The Universal Mind

I created this digital artwork after reading a poem called ‘The Universal Mind’. It was written by my partner Mike Day who believes that each of us shapes the Universe through our actions and thoughts. I have tried to illustrate that belief in my artwork.

‘The Universal Mind’. Illustration by Shorena Ratiani

The Universal Mind

Every thought,
Every action
Are acts of
That cannot die
Or be erased,

Their effect
Can never be
Or unmade.

Our thoughts
And our dreams
And all
Our desires
Are etched
In the memory
Of time.

Like footprints
We leave
A trail

Like stars
We shine,
Shooting sparks
In the brilliance
Of our Universal Mind,

Sending comets
On journeys
Without end.

Our universe
Is mental.

We are
The creators,
The progenitors,
The flame
And the fuel.

Remember this,

You came
From me,

And I came
From you.

By Mike Day

Beautiful orange: blooming trumpet flowers

Climbing plants are my favorites and the flowering ones are my favorites among favorites. Trumpet vines are flowering in Tbilisi right now and it makes me happy!

Trumpet flowers. Photography by Shorena Ratiani

Trumpet vine (Campsis radicans), also known as Trumpet Creeper, Cow Itch Vine or Hummingbird Vine, is a species of flowering plant of the family Bignoniaceae. It is native to the eastern US and naturalized in parts of the western US, as well as in Ontario, parts of Europe, and in Latin America. Growing to a height of 33 ft, it is a vigorous,  deciduous  woody  vine, notable for its showy trumpet-shaped flowers. It inhabits woodlands and riverbanks, and is also a popular garden plant and a living fence.

Trumpet flowers. Photography by Shorena Ratiani

The beautiful tubular flowers range in color from yellow to orange or red. Blooming occurs throughout the summer and into fall. Following its flowering, the trumpet vines produce attractive bean-like seedpods.

Trumpet flowers. Photography by Shorena Ratiani

As its ‘nickname” – Hummingbird vine – shows the Trumpet vine flowers are very attractive to hummingbirds, and many types of birds like to nest in the dense foliage.

Trumpet creeper flowers are irresistible to butterflies as well, and many gardeners grow the vine to attract them.

Trumpet flowers. Photography by Shorena Ratiani

The Trumpet vine grows vigorously so gardeners need to keep it under control by pruning otherwise the vines will cover everything and climb and cover trellises, walls, arbors and fences. I wouldn’t actually mind Trumpet vines invading my garden but I would need to have much more space 😄😄

Trumpet flowers. Photography by Shorena Ratiani

Like the daffodil, Trumpet vines symbolize new beginnings.

Here are my photos of lovely bright Trumpet vine flowers. Enjoy!

Daisy – the beginning of a new day

Several quick facts about my favorite flowers – daisies:

The daisy is a flowering plant belonging to the family Asteraceae (also called Compositae).

Daisies belong to the family of ‘vascular plants’ which make up almost 10% of all flowering plants on Earth.

There are approximately 4000 species of daisies of different sizes, shapes and colors.

Daisies are found on every single continent except Antarctica.

Daisies can live in both wet and dry climates, and they are resistant to pesticides and insects. Not a picky plant, daisies grow well both in full sun and in part sun or even shady areas.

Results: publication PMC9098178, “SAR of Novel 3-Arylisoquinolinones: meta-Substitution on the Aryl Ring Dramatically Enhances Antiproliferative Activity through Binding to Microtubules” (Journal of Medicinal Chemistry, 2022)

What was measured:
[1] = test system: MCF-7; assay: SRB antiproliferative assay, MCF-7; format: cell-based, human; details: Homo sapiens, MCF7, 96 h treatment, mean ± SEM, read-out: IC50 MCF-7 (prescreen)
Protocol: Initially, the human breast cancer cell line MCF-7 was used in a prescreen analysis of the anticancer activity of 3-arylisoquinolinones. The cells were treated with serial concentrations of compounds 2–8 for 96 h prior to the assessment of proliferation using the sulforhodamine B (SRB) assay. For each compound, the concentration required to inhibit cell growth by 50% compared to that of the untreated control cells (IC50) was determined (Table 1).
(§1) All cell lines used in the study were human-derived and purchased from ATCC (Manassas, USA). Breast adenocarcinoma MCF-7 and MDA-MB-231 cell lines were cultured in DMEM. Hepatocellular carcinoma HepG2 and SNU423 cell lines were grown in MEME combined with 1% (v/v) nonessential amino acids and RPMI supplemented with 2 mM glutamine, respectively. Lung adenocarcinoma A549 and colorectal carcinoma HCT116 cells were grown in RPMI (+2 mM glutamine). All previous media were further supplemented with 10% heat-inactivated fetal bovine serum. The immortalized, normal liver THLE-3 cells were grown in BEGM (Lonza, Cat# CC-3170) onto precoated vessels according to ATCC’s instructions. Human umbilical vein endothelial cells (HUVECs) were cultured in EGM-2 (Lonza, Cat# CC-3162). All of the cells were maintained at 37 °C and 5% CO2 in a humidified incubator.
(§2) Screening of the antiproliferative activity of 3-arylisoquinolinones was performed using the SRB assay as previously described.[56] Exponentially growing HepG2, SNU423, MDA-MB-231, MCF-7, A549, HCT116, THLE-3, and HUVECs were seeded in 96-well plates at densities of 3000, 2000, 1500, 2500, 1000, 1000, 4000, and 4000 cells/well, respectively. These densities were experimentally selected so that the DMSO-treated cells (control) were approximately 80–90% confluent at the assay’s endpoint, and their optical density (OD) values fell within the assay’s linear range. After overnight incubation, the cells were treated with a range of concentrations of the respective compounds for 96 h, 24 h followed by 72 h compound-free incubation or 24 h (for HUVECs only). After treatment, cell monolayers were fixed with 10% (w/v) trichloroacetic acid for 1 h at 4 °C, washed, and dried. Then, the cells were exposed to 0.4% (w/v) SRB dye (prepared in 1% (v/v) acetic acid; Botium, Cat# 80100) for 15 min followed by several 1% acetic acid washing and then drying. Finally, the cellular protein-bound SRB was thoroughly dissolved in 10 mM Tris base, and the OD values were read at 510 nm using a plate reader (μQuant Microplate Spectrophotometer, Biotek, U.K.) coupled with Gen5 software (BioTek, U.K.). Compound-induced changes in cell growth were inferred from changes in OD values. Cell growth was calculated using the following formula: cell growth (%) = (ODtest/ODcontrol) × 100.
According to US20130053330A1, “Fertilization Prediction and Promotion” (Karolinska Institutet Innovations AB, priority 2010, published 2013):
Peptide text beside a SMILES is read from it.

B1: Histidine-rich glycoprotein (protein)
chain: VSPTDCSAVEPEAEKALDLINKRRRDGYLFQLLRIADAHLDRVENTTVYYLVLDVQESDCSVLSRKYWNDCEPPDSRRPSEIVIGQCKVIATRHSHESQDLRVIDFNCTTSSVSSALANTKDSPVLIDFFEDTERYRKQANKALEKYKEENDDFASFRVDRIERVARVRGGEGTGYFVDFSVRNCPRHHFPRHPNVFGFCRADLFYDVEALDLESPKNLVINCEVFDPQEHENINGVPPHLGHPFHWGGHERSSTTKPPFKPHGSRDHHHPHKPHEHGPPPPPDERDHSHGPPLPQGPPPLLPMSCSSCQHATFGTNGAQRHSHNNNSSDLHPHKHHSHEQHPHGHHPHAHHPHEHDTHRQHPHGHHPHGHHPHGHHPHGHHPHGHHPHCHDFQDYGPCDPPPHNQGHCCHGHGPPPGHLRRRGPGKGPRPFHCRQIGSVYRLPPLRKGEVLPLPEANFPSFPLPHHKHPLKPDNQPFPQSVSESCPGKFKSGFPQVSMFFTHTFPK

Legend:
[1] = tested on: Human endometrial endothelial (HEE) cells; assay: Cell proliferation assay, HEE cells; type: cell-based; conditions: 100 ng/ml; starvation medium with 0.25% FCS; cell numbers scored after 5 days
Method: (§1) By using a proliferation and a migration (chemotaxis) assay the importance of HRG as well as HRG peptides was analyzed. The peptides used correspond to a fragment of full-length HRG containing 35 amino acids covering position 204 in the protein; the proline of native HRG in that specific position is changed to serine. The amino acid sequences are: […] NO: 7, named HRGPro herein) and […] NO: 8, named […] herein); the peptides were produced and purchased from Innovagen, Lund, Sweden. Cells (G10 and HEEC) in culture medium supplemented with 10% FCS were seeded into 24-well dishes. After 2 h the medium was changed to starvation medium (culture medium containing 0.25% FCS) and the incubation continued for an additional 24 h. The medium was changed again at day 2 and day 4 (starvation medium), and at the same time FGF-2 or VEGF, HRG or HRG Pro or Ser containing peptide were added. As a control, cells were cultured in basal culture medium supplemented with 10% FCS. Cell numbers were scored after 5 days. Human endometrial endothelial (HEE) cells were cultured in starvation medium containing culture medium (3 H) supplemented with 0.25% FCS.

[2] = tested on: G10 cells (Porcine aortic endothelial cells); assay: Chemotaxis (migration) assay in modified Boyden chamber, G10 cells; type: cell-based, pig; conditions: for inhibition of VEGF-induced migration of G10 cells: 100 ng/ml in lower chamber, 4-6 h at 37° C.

The Daisy is a herbaceous plant that can grow from 3 inches to 4 feet (!) in height, depending on the species.

The daisy plant leaf texture varies and can be smooth or covered with trichomes (little hairs).

Some daisy species are annual, lasting only one year, and some are biennial (life cycle ends after two years). The color of the flower depends on the species. The most common daisy is white with a yellow center, but there can be found purple ones with a brown center, red with yellow, orange with yellow, pink with yellow center, yellow with a dark red center, blue with green center and so on.

The flower symbolism associated with the daisy is one of purity, innocence, loyal love, beauty, patience and simplicity.

The name Daisy comes from the Old English “daes eage,” meaning “day’s eye.” The name derives from the way they close their petals in the evening, and open again in the morning, which symbolizes the beginning of a new day.

Daisies have been popular flowers in history and are believed to be more than 4,000 years old.

Daisies have lots of medicinal properties.

Daisy leaves can make a tasty addition to salads (they are closely related to the artichoke and are high in Vitamin C).

The largest game of “He Loves Me, He Loves Me Not” was played by 331 people in Milan, Italy. Participants plucked daisy petals to determine if their secret crush loved them back.

Daisies are often depicted in meadows in Medieval paintings and were described as a “flowery mead.”

Egyptian ceramics were decorated with daisies. The English daisy (Bellis perennis) is considered a stubborn weed in North American lawns.

The daisy family was classified by Paul Dietrich Giseke, a German botanist and close friend of the Swedish ‘father of modern taxonomy’ Carl Linnaeus.

A daisy actually consists of two flowers in one. The (usually) white petals count as one flower and the cluster of (usually) tiny yellow disc petals that form the ‘eye’ is technically another.

Daisy leaves can make a tasty addition to salads and contain Vitamin C.

Bees just LOVE daisies. These include Goldenrod, making them an important friend of honey makers.

Now have a look at some daisy photos I’ve taken recently.